Patients and methods
Pedigrees were initially ascertained through the Lupus Multiplex Registry and Repository and the other lupus genetics studies underway at the Oklahoma Medical Research Foundation (OMRF) (Cohorts 1, 2, A, B and C). Each pedigree enrolled was required to contain two family members who were related in a way that was informative for genetic linkage and who had SLE. All patients with SLE met at least four of the revised 1982 American College of Rheumatology (ACR) classification criteria for SLE.22 All patient family origins were European-American, African-American or Hispanic. Ethnicity was by self-identification. From this collection of 160 pedigrees, the 75 pedigrees containing at least one SLE affected with nephritis or the 35 pedigrees with two or more SLE affected with nephritis were separately studied for linkage.
Determination of clinical criteria
All available medical records were reviewed for SLE cases. Patients usually completed an extensive questionnaire and were also interviewed by a trained pedigree recruiter, physician’s assistant, or rheumatologist. Clinical data were abstracted using a standardized case review form as previously presented.23
A participant was considered to have renal disease if there was convincing evidence in the medical records review for the presence of proteinuria and/or cellular casts as given in the ACR criterion for SLE nephritis. The resulting sample of pedigrees used for the present study was multiplex for SLE and contained at least one SLE patient with renal disease. This sample consisted of 75 pedigrees (40 African-American (AA), 31 European-American (EA) and four Hispanic (HI)).
A second stratification was performed, and pedigrees with two or more SLE patients who also manifested renal disease were ascertained. Of the original 75 pedigrees, there were 35 pedigrees multiplex for lupus nephritis (20 AA, 12 EA and 3 HI).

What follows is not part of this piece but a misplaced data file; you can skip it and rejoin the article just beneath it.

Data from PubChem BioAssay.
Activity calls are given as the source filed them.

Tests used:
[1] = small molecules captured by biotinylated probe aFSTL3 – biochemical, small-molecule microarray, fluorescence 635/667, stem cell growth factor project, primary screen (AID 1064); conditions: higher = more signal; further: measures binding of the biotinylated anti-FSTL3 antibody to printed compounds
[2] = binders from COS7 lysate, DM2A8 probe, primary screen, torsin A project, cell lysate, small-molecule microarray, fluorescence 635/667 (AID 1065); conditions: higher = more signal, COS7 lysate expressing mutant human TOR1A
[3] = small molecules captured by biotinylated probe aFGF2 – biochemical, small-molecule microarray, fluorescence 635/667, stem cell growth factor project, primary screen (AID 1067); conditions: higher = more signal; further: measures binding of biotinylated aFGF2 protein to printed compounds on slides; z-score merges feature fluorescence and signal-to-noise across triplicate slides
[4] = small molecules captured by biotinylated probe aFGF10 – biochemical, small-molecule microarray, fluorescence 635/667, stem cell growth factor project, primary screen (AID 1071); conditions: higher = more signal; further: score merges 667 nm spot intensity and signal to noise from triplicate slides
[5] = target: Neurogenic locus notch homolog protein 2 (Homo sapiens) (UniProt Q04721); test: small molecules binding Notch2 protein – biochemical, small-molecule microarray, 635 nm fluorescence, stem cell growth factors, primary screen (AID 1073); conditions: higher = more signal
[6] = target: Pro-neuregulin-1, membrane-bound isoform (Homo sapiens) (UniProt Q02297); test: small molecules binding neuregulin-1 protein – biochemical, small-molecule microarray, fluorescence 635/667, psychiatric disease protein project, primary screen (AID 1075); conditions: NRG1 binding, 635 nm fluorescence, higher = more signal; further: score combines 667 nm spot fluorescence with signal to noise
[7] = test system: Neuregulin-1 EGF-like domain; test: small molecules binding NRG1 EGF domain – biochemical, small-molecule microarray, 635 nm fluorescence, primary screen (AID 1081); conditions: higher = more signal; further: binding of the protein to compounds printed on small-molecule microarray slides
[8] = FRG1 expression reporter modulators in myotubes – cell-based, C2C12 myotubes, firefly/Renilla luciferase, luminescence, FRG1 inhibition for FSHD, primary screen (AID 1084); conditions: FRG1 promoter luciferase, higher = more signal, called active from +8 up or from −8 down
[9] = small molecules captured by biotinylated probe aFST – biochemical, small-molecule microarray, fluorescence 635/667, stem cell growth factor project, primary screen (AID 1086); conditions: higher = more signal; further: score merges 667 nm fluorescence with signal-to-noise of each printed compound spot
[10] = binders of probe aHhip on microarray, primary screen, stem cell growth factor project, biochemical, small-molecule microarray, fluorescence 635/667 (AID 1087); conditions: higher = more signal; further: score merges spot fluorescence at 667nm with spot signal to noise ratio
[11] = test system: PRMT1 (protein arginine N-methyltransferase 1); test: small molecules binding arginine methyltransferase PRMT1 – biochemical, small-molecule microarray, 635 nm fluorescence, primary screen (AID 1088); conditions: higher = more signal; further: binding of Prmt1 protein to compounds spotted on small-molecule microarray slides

DNA isolation and genotyping
Genomic DNA was isolated from peripheral blood mononuclear cells, buccal cell swabs or EBV-transformed cell lines using standard methods. A total of 307 microsatellite markers were typed from the version 8 Weber Screening Set (research.marshfieldclinic.org/genetics/sets/Set8ScreeningFrames.htm) with an average marker spacing of 11 centiMorgans (cM). Polymerase chain reactions were performed as previously described.23
All linkage tests done in this study used SLE as the phenotype. (No linkage analysis was done specifically with SLE nephritis as the phenotype.) Prior to any linkage analysis, pedigree relationships were confirmed by relTEST,24 a feature of the S.A.G.E. 4.0 package, version Beta 3.25
Two-point LOD scores were calculated using FASTLINK, version 4.1P, and ANALYZE.26,27,28 Six different models were used for the screening analysis as previously described.29 Analyses were executed upon selected pedigrees together, as well as separate racial subsets of pedigrees (AA and EA).
Multipoint linkage analysis was performed as previously described23 using the new Haseman-Elston regression method30 implemented in SIBPAL2, a subroutine of S.A.G.E.25 Analyses were executed upon selected pedigrees together, as well as separate racial subsets of pedigrees (AA and EA).
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Special thanks are given to all the families that participated in the study. The study was supported by the National Institutes of Health (AI42460, AR24717, AR45231, AI31584 and AR52221), the Lupus Multiplex Registry and Repository (AR-1-2253) and the US Department of Veterans Affairs.
Grant Support: This work was supported by the National Institutes of Health (AI42460, AR24717, AR45231, AI31584 and AR52221) and the US Department of Veterans Affairs.
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Quintero-Del-Rio, A., Kelly, J., Kilpatrick, J. et al. The genetics of systemic lupus erythematosus stratified by renal disease: linkage at 10q22.3 (SLEN1), 2q34-35 (SLEN2), and 11p15.6 (SLEN3). Genes Immun 3, S57–S62 (2002) doi:10.1038/sj.gene.6363901